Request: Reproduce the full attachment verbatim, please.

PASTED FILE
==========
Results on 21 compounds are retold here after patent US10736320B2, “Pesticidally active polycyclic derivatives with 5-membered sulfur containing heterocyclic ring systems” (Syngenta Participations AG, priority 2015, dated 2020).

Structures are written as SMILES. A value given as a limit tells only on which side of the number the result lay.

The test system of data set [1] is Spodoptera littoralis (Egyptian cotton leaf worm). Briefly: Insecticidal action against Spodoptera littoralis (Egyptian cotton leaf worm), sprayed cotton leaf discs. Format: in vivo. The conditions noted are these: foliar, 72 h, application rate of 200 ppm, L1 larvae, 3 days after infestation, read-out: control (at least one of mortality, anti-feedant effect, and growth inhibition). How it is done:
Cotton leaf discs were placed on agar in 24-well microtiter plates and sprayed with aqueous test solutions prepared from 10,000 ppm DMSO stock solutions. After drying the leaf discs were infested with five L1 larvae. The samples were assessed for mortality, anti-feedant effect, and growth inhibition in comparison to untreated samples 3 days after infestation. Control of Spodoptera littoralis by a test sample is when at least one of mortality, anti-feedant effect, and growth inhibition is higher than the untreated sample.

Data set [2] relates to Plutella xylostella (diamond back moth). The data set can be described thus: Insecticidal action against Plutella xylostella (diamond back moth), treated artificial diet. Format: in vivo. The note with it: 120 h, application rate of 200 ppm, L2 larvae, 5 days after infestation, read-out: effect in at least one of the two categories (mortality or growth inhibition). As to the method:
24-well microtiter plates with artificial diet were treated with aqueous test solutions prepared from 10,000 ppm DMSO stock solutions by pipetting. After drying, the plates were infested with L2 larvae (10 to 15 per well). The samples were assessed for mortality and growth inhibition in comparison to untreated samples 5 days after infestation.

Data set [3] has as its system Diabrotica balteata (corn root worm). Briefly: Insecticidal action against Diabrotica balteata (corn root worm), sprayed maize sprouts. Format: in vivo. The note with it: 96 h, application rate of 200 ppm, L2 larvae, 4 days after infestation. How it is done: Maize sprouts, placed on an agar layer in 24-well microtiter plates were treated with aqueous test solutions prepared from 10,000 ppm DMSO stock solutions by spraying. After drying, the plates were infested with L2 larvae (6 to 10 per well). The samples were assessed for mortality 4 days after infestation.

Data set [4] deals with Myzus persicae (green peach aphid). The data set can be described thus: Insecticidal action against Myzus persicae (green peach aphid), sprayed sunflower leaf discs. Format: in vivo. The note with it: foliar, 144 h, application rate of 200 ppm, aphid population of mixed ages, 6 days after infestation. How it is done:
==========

Results on 21 compounds are retold here after patent US10736320B2, “Pesticidally active polycyclic derivatives with 5-membered sulfur containing heterocyclic ring systems” (Syngenta Participations AG, priority 2015, dated 2020).

Structures are written as SMILES. A value given as a limit tells only on which side of the number the result lay.

The test system of data set [1] is Spodoptera littoralis (Egyptian cotton leaf worm). Briefly: Insecticidal action against Spodoptera littoralis (Egyptian cotton leaf worm), sprayed cotton leaf discs. Format: in vivo. The conditions noted are these: foliar, 72 h, application rate of 200 ppm, L1 larvae, 3 days after infestation, read-out: control (at least one of mortality, anti-feedant effect, and growth inhibition). How it is done:
Cotton leaf discs were placed on agar in 24-well microtiter plates and sprayed with aqueous test solutions prepared from 10,000 ppm DMSO stock solutions. After drying the leaf discs were infested with five L1 larvae. The samples were assessed for mortality, anti-feedant effect, and growth inhibition in comparison to untreated samples 3 days after infestation. Control of Spodoptera littoralis by a test sample is when at least one of mortality, anti-feedant effect, and growth inhibition is higher than the untreated sample.

Data set [2] relates to Plutella xylostella (diamond back moth). The data set can be described thus: Insecticidal action against Plutella xylostella (diamond back moth), treated artificial diet. Format: in vivo. The note with it: 120 h, application rate of 200 ppm, L2 larvae, 5 days after infestation, read-out: effect in at least one of the two categories (mortality or growth inhibition). As to the method:
24-well microtiter plates with artificial diet were treated with aqueous test solutions prepared from 10,000 ppm DMSO stock solutions by pipetting. After drying, the plates were infested with L2 larvae (10 to 15 per well). The samples were assessed for mortality and growth inhibition in comparison to untreated samples 5 days after infestation.

Data set [3] has as its system Diabrotica balteata (corn root worm). Briefly: Insecticidal action against Diabrotica balteata (corn root worm), sprayed maize sprouts. Format: in vivo. The note with it: 96 h, application rate of 200 ppm, L2 larvae, 4 days after infestation. How it is done: Maize sprouts, placed on an agar layer in 24-well microtiter plates were treated with aqueous test solutions prepared from 10,000 ppm DMSO stock solutions by spraying. After drying, the plates were infested with L2 larvae (6 to 10 per well). The samples were assessed for mortality 4 days after infestation.

Data set [4] deals with Myzus persicae (green peach aphid). The data set can be described thus: Insecticidal action against Myzus persicae (green peach aphid), sprayed sunflower leaf discs. Format: in vivo. The note with it: foliar, 144 h, application rate of 200 ppm, aphid population of mixed ages, 6 days after infestation. How it is done: